Tag Archives: Muscle Soreness

Muscle Soreness

no-pain-no-gain

Everyone has heard the saying “no pain, no gain”, however, this statement is only partially true. If you don’t train hard you won’t get any results. On the other hand, if you are getting too sore from your workouts it can dramatically slow down your progress. If you experience too much muscle soreness you are either training too intensely or infrequently.

Training too intensely could involve using advanced training principles during the beginning or intermediate stages of training. This usually happens as novice gym goers try to tackle the workouts they see their heroes doing in muscle magazines. They forget these athletes have been training for years and many of them are on steroids.

It also means that you might be doing too much thinking more is better. Many are guilty of this mistake. I remember myself when i first started out eagerly trying out every exercise in the Arnold Schwarzenegger bodybuilding encyclopedia; every workout and barely being able to straighten out my arms the next day.

Rome wasn’t built in a day and neither will your physique. Variety is great but in practice you will need to stick with certain central exercises such as the bench press, barbell curl, and squat your entire training career.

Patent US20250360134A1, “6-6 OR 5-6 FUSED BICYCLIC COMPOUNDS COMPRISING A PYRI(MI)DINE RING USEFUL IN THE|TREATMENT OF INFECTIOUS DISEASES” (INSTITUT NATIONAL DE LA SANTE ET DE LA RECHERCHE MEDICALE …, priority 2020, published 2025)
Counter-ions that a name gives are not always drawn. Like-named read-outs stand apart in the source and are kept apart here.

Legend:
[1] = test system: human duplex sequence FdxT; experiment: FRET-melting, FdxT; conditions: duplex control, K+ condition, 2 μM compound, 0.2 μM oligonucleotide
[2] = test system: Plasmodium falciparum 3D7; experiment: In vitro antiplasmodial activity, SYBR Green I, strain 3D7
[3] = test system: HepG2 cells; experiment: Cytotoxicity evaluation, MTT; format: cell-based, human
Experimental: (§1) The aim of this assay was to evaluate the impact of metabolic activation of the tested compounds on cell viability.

Training infrequently is another major cause of muscle soreness. If you just started a new program expect to be sore for the first while. Your body begins to adapt to the new program and the degree of muscle soreness experienced declines. This doesn’t mean your body is no longer benefiting from the workout, it just means in order to maximize results you need to push a little harder.

I also made the mistake of following bodybuilding routine in which each body part is trained only once a week. Each time I did the each workout I was sore for days. This type of training is absolutely absurd for a natty bodybuilder.

Getting in shape means you no longer walk around like an old man despite how hard you train. If your muscles have a small amount of soreness don’t be afraid to train them. In fact, this is how they grow. Your muscles didn’t have a chance to wait around all week and recover.

As a natty you should train each muscle group at least 2 to 3 times a week if you want to make progress. If you experience muscle soreness just remember each muscle group only needs 24 hours of rest before it can be worked again. If you wait too long you will completely bypass the training effect that follows each workout.

Your body responds and adapts to each workout and there is a small window of improved performance that must be opened. The balance between frequency and intensity is vital to maximize results. If you train too hard too often you won’t make any gains. If you train infrequently but push yourself really hard you still won’t make any progress.

However, in order to maximize results these two variables need to be in perfect balance. Remember, the old saying is true, “no pain, no gain”. However, it is much easier to have a plan to train smart instead of having to work hard.